WAPA is a proud supporter of the National Science Bowl and hosts a number of regional events each year. Recently, the COVID-19 pandemic has caused those events to be reimagined with a newer, virtual format.
The virtual format debuted in the 2021 Science Bowl season and it continued through 2022. Holding events virtually allows for teams to meet and compete more safely in academic competition, and with a few tweaks to the traditional format, the Science Bowl events have proven to work well in a virtual environment.
Previous years saw teams competing head to head in direct competition, testing both their speed on the buzzer and their knowledge of biology, chemistry, Earth science, physics, energy and math.
In their virtual incarnations, the format of these events sees the questions – as challenging as ever – being presented with an appropriately slower pace. This lessens the reliance on reflex, but it also increases the chance to think about the questions and respond with more consideration.
As a more unfortunate result of the pandemic, many of the events saw a reduction in participation by local schools. This is consistent with the 2021 Science Bowls, and participation will hopefully increase again when the inherent risk of gatherings is reduced in the future. As in 2021, due to reduced participation, WAPA did not host a Colorado Regional Middle School Science Bowl in 2022.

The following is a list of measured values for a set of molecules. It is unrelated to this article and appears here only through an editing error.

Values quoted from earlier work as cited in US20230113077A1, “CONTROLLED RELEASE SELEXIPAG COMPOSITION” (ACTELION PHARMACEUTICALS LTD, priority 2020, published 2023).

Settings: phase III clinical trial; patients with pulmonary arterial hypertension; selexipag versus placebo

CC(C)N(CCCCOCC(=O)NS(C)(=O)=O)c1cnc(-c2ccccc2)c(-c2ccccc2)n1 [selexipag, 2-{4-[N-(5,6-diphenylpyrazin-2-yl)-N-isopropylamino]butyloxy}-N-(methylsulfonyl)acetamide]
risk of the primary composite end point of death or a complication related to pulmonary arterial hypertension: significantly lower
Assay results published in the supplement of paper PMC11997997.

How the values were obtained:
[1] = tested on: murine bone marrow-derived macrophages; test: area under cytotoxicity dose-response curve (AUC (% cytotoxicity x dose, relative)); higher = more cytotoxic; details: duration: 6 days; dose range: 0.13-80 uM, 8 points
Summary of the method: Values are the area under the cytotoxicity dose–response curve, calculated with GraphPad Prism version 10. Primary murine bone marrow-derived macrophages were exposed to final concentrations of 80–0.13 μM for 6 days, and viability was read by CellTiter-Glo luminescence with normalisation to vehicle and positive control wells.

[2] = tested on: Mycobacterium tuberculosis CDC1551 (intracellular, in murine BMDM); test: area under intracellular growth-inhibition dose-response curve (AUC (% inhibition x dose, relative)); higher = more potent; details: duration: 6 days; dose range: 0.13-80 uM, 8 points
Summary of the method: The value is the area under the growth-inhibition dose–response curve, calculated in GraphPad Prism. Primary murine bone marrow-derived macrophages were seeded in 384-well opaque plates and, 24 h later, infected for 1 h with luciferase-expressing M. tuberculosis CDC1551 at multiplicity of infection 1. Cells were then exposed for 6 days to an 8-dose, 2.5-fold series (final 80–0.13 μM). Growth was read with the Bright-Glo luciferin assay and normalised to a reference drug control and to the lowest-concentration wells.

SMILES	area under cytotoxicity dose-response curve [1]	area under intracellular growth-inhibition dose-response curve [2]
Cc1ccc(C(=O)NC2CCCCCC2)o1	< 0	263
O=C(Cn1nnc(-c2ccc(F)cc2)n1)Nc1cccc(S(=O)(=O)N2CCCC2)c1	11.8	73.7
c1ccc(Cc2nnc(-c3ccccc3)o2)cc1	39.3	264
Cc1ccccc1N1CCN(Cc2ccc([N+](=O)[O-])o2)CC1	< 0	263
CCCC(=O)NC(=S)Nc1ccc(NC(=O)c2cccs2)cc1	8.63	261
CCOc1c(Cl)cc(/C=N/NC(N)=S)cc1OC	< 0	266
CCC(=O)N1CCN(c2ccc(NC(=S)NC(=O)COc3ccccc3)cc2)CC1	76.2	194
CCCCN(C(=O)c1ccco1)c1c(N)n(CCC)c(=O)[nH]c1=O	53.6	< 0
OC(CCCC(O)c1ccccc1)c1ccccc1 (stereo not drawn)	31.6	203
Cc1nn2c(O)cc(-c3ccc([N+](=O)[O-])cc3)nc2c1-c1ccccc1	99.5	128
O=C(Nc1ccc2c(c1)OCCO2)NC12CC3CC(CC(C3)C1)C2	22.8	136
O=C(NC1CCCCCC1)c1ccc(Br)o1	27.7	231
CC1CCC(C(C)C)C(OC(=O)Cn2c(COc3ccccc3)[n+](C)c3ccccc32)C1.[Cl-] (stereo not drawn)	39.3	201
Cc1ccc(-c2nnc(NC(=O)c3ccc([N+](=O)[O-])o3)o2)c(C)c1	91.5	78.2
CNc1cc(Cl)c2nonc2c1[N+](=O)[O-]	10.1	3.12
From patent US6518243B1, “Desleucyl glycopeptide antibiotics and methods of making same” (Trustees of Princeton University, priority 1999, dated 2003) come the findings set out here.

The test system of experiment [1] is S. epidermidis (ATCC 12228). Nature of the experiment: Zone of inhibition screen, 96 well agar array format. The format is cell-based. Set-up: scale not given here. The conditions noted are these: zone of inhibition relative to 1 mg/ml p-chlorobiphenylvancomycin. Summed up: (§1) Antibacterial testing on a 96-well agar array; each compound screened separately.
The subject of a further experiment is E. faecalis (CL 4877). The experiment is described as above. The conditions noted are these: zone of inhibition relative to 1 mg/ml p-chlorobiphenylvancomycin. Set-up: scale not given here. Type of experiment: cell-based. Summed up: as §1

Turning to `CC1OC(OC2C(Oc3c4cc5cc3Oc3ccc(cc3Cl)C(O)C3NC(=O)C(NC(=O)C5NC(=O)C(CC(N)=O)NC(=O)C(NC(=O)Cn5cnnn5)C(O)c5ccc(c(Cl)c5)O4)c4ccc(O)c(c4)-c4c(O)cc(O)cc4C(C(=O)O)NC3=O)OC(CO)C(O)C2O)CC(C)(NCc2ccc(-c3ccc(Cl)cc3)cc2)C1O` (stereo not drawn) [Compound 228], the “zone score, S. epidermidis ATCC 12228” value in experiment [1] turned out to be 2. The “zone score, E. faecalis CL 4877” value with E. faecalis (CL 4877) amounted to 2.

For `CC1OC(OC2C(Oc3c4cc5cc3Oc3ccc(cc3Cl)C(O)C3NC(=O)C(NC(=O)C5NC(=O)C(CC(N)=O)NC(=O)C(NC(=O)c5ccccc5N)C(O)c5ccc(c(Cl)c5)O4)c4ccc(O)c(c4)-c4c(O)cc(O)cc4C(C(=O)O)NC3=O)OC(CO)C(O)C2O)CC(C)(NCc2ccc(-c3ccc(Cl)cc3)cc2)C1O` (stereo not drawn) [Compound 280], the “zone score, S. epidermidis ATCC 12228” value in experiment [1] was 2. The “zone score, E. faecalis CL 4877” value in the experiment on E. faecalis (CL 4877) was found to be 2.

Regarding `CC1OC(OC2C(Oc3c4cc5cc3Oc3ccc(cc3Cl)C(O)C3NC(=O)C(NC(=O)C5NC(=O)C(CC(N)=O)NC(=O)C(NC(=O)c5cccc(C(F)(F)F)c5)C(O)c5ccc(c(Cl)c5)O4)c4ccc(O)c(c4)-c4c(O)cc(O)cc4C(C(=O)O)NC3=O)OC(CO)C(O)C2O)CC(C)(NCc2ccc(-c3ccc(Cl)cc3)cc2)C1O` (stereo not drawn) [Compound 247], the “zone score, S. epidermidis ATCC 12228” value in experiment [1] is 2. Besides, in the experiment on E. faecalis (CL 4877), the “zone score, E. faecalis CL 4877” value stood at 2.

Victorious teams from this year's five WAPA-hosted regional Science Bowl events advanced to the National Semi-Finals Virtual Tournaments on May 7 for middle schools and May 21 for high schools. The top eight teams will compete at the July 8-22 National Championship in Washington, D.C.
The Department of Energy created the National Science Bowl in 1991 to encourage students to excel in mathematics and science and to pursue careers in these fields.
Each year, more than 9,000 high school students and 5,000 middle school students compete in around 65 high school and 50 middle school regional Science Bowl tournaments. More than 325,000 students have participated in the National Science Bowl throughout its 30-plus-year history, and it remains one of the nation's largest science competitions.
Closed Circuit extends its congratulations to the winning teams and its appreciation to all of the participants and volunteers who helped this academic tradition to continue through unprecedented times. Best of luck at the finals!
Note: The author is a public affairs specialist.